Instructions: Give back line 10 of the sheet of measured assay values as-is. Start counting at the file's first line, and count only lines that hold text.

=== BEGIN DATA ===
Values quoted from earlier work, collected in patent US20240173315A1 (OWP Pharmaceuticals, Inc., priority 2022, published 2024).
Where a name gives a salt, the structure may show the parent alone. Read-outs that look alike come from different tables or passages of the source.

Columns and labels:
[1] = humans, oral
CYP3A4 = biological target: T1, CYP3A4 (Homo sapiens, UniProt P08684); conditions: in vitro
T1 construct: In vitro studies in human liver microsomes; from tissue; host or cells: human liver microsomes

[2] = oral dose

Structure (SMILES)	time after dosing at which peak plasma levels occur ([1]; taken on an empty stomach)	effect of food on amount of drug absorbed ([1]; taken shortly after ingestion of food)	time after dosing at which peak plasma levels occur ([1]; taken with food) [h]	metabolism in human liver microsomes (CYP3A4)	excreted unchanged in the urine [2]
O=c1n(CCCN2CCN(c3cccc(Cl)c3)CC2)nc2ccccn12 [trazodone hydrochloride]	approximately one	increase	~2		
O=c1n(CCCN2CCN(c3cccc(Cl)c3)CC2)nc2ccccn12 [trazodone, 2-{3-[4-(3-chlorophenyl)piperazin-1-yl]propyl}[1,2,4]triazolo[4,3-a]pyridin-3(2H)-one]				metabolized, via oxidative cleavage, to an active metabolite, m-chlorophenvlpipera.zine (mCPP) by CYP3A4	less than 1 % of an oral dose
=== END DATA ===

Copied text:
O=c1n(CCCN2CCN(c3cccc(Cl)c3)CC2)nc2ccccn12 [trazodone, 2-{3-[4-(3-chlorophenyl)piperazin-1-yl]propyl}[1,2,4]triazolo[4,3-a]pyridin-3(2H)-one]				metabolized, via oxidative cleavage, to an active metabolite, m-chlorophenvlpipera.zine (mCPP) by CYP3A4	less than 1 % of an oral dose